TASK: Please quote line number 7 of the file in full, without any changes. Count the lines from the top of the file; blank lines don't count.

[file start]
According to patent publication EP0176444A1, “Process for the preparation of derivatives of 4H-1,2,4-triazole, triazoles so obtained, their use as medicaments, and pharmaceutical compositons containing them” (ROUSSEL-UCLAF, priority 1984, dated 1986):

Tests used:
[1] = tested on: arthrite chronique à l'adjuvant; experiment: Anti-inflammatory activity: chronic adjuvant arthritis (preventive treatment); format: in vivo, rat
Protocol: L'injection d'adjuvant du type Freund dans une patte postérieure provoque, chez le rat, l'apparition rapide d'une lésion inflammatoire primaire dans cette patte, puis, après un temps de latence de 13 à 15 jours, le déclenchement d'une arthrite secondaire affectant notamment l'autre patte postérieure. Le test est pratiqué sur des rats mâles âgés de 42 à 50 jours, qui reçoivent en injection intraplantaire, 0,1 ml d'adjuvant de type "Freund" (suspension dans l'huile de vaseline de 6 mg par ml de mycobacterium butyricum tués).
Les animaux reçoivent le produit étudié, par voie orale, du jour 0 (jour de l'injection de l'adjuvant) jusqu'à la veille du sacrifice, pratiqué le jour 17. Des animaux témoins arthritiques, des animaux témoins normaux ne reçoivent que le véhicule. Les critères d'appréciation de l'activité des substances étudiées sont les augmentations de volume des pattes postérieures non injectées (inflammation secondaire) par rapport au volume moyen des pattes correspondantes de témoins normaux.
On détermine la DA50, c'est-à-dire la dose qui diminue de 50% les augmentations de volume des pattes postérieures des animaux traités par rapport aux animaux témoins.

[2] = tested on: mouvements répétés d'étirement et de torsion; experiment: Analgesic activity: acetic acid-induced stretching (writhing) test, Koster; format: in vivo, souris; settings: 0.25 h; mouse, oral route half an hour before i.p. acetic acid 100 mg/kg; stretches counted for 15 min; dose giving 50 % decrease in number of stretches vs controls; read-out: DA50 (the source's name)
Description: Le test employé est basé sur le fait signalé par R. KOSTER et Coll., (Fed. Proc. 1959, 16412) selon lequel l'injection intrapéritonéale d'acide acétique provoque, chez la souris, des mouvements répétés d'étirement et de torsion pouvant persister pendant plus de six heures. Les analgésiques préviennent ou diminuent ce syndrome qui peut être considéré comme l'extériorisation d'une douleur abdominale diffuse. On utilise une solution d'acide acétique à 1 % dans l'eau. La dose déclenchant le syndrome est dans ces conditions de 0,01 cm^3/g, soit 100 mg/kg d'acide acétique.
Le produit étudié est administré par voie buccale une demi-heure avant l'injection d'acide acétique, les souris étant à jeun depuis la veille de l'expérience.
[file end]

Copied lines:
[2] = tested on: mouvements répétés d'étirement et de torsion; experiment: Analgesic activity: acetic acid-induced stretching (writhing) test, Koster; format: in vivo, souris; settings: 0.25 h; mouse, oral route half an hour before i.p. acetic acid 100 mg/kg; stretches counted for 15 min; dose giving 50 % decrease in number of stretches vs controls; read-out: DA50 (the source's name)